Possible Changes in Ann Arbor’s Land Use Policies
by Wendy Carman
There are some major changes being contemplated regarding the City of Ann Arbor's land use policies, some of which are likely to affect our neighborhood.
The City has at least postponed, if not dropped, their plans to engage in a comprehensive review of our Master Plan. That review would have included considerable public outreach but would have required a substantial investment of time and money. A major reason for this not taking place is likely the need to trim the City Budget because of the effect that COVID has had and will likely continue to have on tax revenues.
This has not stopped the City from pursuing major changes in ordinances that could cause important and lasting changes. Tracking those discussions is not easy. If one is not signed up to get regular updates from the Planning Department, your first notice about any of these changes might be seeing it on M-Live or reading their published announcement when notice of the first public hearing is posted 15 days before the hearing, in the Washtenaw Legal News (visit www.legalnews.com, click on Public Notice Quick Search, and type in "City of Ann Arbor PH")
The Planning Commission held Public Hearings on these two changes on March 2, 2021. The Short-Term Rental Ordinance was forwarded to the City Council with a recommendation for approval. A public hearing at City Council will be scheduled. Probably in April. The Accessory Dwelling Unit Ordinance was tabled until March 16th. If you are interested in receiving an update, please contact email@example.com
The three regulations discussed on February 23, 2021, included
- A change to the Short-Term Rental (STR) ordinance that would permit existing short term-rental companies that own non-owner-occupied houses in residential areas to continue to operate in perpetuity as legal non-conforming uses and the addition of a number of definitions new to the zoning ordinance that formalize a definition of a Principal Residence as any residence that has been leased to a tenant for as few as 31 days, e.g., allowing students to sublet their apartments as STRs. This issue becomes a bigger problem in that some Planning Commissioners expressed a wish to broaden rules to allow accessory dwelling units to be used as STRs. For more detailed information and instructions as to how to share any comments, please see the section below on Short Term Rentals
- A change to the Accessory Dwelling Unit (ADUs) regulations is proposed that would significantly expand the opportunities for building one 600-800 square ft on any residentially zoned property that has a single-family home on it. In addition, there is an expressed interest by some Planning Commission members to remove the requirement for a property to be owner occupied as to qualify for having an ADU, and a statement by the Planning Director indicated that he believes that, whether owner occupied or not, the city would permit a renter of an ADU to sub-let the ADU as an STR. For more detailed information and instructions as to how to share any comments, please see the section below on Potential Changes in the Accessory Dwelling Unit Regulations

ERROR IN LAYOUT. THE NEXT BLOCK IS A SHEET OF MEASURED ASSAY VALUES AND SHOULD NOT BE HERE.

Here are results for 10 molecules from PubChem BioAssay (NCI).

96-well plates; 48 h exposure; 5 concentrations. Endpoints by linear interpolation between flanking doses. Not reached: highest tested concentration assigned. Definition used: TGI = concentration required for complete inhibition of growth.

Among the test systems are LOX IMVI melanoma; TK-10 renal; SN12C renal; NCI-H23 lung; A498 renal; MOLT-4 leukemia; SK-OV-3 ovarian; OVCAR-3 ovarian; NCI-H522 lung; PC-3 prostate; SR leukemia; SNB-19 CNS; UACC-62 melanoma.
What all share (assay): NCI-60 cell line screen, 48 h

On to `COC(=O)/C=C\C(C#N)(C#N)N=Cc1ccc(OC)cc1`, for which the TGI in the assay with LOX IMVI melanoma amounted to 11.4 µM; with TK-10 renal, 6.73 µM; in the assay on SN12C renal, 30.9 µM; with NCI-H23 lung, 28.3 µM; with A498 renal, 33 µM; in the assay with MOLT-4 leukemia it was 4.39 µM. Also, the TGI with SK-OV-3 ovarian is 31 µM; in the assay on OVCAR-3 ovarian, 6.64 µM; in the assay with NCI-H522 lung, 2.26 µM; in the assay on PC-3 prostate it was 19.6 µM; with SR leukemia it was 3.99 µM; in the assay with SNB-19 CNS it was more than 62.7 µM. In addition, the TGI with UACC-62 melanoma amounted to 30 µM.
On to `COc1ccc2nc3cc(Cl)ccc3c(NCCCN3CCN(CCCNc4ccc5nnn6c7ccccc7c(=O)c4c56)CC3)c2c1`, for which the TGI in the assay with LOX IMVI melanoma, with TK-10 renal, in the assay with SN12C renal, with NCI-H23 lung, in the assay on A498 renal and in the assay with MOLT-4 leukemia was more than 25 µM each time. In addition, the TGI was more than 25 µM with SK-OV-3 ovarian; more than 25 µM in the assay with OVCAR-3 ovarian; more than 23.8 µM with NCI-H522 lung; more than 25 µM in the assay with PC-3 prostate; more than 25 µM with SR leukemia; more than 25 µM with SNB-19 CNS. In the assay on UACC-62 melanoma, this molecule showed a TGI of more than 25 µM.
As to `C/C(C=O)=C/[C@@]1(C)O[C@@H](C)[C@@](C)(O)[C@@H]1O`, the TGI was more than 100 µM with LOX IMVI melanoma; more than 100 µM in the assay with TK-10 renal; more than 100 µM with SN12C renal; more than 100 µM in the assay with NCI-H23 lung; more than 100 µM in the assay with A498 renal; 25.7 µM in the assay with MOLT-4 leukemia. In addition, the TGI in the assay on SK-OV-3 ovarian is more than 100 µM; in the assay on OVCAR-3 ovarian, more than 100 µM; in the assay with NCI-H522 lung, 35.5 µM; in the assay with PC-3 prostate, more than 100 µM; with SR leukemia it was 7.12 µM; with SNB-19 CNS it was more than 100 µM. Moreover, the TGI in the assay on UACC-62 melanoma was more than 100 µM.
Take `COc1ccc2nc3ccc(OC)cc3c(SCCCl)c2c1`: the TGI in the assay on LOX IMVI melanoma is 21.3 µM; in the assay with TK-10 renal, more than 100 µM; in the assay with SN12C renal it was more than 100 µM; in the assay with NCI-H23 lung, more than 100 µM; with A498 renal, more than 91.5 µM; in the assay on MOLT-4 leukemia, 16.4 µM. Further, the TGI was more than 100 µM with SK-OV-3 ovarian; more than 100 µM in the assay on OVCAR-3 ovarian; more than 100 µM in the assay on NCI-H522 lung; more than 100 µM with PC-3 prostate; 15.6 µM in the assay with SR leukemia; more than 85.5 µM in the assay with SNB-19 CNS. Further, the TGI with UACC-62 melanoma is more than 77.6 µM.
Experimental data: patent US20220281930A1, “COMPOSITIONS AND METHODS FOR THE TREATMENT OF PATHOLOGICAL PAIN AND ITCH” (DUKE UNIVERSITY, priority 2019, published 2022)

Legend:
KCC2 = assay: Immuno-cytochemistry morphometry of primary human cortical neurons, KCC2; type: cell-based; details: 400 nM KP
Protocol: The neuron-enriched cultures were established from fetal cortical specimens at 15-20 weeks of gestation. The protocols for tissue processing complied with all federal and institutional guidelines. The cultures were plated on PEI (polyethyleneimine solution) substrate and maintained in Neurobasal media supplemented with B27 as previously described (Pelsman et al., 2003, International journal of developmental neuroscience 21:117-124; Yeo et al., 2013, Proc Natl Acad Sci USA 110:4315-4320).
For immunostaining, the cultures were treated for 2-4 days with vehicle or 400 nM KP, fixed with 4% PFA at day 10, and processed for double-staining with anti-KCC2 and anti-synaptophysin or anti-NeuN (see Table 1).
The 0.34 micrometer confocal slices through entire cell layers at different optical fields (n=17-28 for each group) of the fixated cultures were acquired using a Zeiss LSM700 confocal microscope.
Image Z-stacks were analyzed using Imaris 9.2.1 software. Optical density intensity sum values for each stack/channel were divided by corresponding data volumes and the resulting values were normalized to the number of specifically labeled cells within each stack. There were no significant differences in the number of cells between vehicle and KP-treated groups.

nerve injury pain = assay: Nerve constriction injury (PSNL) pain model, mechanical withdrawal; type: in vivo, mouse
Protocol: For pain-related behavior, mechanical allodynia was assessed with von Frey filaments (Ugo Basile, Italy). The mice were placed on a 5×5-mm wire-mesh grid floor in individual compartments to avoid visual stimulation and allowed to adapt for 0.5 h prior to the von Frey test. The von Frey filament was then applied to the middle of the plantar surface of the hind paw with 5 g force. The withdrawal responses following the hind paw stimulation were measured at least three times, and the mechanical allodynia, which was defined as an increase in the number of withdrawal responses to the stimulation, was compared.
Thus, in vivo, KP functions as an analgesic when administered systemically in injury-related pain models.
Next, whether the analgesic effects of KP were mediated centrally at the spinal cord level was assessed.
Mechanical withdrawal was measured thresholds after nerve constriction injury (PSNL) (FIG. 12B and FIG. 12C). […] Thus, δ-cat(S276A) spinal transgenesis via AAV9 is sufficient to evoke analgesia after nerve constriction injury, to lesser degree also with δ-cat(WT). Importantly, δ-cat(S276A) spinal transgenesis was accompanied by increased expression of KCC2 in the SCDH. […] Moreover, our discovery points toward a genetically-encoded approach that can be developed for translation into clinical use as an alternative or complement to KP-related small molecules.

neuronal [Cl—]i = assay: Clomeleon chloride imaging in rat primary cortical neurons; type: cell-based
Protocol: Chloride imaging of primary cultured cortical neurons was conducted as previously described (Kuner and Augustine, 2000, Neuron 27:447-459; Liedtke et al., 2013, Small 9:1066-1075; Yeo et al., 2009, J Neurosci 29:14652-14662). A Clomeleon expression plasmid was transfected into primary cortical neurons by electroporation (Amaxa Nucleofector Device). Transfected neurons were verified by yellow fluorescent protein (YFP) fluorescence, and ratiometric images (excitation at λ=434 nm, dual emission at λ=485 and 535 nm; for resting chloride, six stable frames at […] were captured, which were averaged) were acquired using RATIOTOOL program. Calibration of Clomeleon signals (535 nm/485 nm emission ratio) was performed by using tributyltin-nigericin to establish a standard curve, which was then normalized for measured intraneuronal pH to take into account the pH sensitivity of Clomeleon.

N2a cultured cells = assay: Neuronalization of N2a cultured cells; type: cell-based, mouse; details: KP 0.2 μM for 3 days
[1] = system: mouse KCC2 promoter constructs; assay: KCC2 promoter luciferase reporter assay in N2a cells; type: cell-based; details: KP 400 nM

- The Planning Department is working to create a new T1 zoning district that would allow high density development either residential, commercial or with a mixed-use option along all transit corridors, including Plymouth Rd. Details are still being debated; but, height limitations adjacent to existing residential uses might be limited to 8 stories, while they could otherwise be unlimited. While there are no details yet, there is an expectation that such a zoning district will have some depth to it from perhaps a city block to as deep as half a mile from the transit corridor. At the recent Planning Commission work session on February 9th, Staff brought forth a plan to implement such a zoning district around South State and Eisenhower and then modified those plans to fit the characteristics of other corridors with transit. Former Councilman Westphal who has been advocating for this approach for some time, initially discussed this potential ordinance as a new tool. However, he is now advocating for blanket rezoning of all corridors with buses. Such a broad-based change would usually come about only through a comprehensive Master Plan process.
Once specific details are agreed upon, public hearings will be held at Planning Commission and then at City Council. OHMHA will monitor this and post details and notices as information is available.
Ann Arbor has seen an increasing number of unregulated short-term rental (STR) homes, condos, and apartments, run by third party investors or absent owners. As these increased, there was an increase in citizen complaints regarding abuses, such as lack of safety, large parties, illegal activity, parking issues, threats to neighbors, garbage, and noise to name a few, tied to STRs. A group of aggrieved citizens organized and went to their Council members requesting help. The City funded a study by a local consultant and one of the revelations was that even though they could see advertisements for STRs in Ann Arbor by many companies like Airbnb and VRBO, they could not get an accurate estimate of the number of STRs operating in Ann Arbor. On September 8, 2020 Council approved new regulations that go into effect on March 1: